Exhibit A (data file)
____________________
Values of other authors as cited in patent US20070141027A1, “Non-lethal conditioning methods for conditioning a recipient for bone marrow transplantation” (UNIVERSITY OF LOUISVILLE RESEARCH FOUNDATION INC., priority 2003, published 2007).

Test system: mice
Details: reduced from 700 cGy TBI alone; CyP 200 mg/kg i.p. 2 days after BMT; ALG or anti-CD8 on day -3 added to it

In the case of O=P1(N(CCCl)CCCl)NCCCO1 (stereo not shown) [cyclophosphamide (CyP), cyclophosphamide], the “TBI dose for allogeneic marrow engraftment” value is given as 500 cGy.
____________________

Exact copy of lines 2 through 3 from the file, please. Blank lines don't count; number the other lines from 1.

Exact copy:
Test system: mice
Details: reduced from 700 cGy TBI alone; CyP 200 mg/kg i.p. 2 days after BMT; ALG or anti-CD8 on day -3 added to it